Monday, 28 May 2012

Guest Blog: Groundwater Use and Challenges in South Asia

Donald John MacAllister is a PhD student at Imperial College London, undertaking research into saltwater intrusion - an important environmental and anthropogenic hazard for many communities around the world. He has a background in both geophysics and water management, with a focus on water supply and sanitation in the developing world. Today he shares about some of his experiences in South East Asia, and the challenges of supplying clean water...

Arsenic, Fluoride and Iron are major chemical contaminants that arise naturally in the groundwater systems of the Gangetic plains and affect huge populations in India and Bangladesh. 

Groundwater has been extensively exploited in large areas of South Asia in the last twenty years or so, in response to the vulnerability of surface water to contamination by chemical and microbiological contaminants.  The health problems related to surface water development are well documented. Surface water is more easily contaminated by microorganisms than groundwater. This occurs because the pathways for contamination are more direct and much quicker through surface runoff processes. Groundwater is particularly low in biological contamination because it is protected by the rock and sediments overlying the main aquifer. A lack of adequate sanitation compounds the problem. Infant mortality is a key indicator of the rate of water related disease and in South Asia this was (and often still is) extremely high. As a result a huge programme of groundwater development was pursued by UNICEF and the Public Health Engineering Department (PHED) in Bangladesh in the 1970’s. It was assumed that groundwater provided a safe and relatively inexpensive source of drinking water. To this day little resource assessment is conducted before a well is sunk.

However in the early 1990’s doctors in West Bengal, India, began to identify the first cases of arsenic induced skin lesions. Eventually the source of these lesions was identified. The source was shallow groundwater contaminated by naturally occurring inorganic arsenic. Only recently has the full extent of the problem been realised. Bangladesh and India face a huge public health challenge in addressing this issue. It is estimated that between 35 and 77 million people suffer from arsenic poisoning in Bangladesh alone.

I recently spent a year in the Gangetic plains working with people directly affected by arsenic and fluoride contamination. I was part of a multidisciplinary team working on health sector reforms in Bihar, India. My responsibilities covered six districts in south west Bihar and focused on key WASH (Water, Sanitation and Hygiene) challenges.

One of the first tasks I had was to visit various water treatment plants that had been installed by contractors to the local PHED a year earlier. The plant consisted of a solar pumping unit (, with an adsorbent unit acting to remove the arsenic from the water supply. The water was then piped to a public tap stand. The plant had been designed and constructed by a contractor with a year’s operation and maintenance included in the contract. The village was in a fairly remote area of Bihar and the operation and maintenance of the plant had not been considered beyond the first year’s contract. A local man from the community had been trained at the start of the project in basic maintenance but that training did not extend to more technical aspects of the maintenance of the plant. As a result when the filter needed replacement the plant ceased to function. With the filter soiled and the tap stands damaged the community returned to their traditional, contaminated, handpump sources.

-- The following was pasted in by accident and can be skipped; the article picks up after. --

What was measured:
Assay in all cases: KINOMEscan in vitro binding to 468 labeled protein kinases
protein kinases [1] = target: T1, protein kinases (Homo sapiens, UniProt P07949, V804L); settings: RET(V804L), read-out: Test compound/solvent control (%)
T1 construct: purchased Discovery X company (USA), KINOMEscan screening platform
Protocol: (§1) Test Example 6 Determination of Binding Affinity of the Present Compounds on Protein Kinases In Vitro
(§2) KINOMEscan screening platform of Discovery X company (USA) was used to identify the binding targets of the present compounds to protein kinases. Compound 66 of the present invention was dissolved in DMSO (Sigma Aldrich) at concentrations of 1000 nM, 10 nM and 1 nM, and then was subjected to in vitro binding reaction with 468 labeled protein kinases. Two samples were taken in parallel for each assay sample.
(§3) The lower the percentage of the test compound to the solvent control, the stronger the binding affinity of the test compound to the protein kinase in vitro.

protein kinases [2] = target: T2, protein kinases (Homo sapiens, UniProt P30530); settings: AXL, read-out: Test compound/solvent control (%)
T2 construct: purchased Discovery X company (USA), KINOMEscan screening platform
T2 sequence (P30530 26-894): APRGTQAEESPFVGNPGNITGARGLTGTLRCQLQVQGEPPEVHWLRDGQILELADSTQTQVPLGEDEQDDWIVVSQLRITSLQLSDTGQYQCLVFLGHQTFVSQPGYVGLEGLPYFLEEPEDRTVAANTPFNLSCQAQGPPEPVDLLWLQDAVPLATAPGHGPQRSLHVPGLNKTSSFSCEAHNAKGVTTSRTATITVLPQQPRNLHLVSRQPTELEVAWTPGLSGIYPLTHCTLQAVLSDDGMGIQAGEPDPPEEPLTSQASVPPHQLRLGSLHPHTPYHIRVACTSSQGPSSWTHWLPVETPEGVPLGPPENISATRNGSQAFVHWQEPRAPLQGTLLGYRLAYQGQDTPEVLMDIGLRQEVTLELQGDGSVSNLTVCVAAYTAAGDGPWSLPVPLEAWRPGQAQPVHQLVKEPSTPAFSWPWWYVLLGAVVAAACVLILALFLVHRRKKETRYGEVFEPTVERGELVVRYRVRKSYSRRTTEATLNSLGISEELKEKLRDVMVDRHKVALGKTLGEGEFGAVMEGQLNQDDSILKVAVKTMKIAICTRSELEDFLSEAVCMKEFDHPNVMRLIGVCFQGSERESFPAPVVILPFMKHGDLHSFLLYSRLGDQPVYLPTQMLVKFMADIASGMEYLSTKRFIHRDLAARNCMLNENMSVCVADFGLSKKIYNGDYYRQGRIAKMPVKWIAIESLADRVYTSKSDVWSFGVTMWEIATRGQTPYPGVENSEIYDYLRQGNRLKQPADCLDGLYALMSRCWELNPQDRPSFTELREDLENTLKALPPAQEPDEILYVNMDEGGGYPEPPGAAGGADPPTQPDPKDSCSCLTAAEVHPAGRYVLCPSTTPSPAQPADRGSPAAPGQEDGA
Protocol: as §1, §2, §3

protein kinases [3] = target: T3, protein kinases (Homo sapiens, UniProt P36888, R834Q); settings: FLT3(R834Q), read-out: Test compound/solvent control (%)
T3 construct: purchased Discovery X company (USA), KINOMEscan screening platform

In another example, the local government had installed multiple handpump attachment units to pre-existing handpumps. Again the PHED does not have the manpower or the expertise to maintain these. The complexity of the technology is beyond the scope of the mistris (maintenance man) skills (basic mechanical repairs). However the issue here was different, the pump with the treatment unit attached produced a significantly smaller discharge than the equivalent pump without the attached treatment unit. As a result the pump users disconnected the treatment unit and returned to using the untreated water. The day when I was there, a child was collecting water from one such pump (top picture). It was clear that for this child the work was significantly reduced by disconnecting the filter. The community were aware of the water quality problem, but as there was no immediate health effects they had reverted back to using the contaminated supply to minimise collection times.

These experiences made me acutely aware of some of the key challenges in the WASH sector, challenges such as the selection and use of appropriate technology. How do we ensure the sustainability of the technologies and avoid the problem I witnessed with the handpump attachment units? One way is to involve the user at all stages of the process, from selection to installation to operation and maintenance, accepting however that some level of outside support is likely to remain necessary. 

The contamination of groundwater by heavy metals in South Asia is a huge public health and environmental challenge. It is important to consider whether groundwater is the correct source in these communities with the knowledge we now have? If it is, there is a need for a thorough understanding of the processes leading to arsenic and fluoride contamination and the best way to develop groundwater in regions were these contaminants are a problem. This requires well trained hydrogeologists willing to cooperate with local communities and institutions to help them address this huge challenge.

For a good background reading on Arsenic in groundwater and strategies to reduce its impact see this link from UNICEF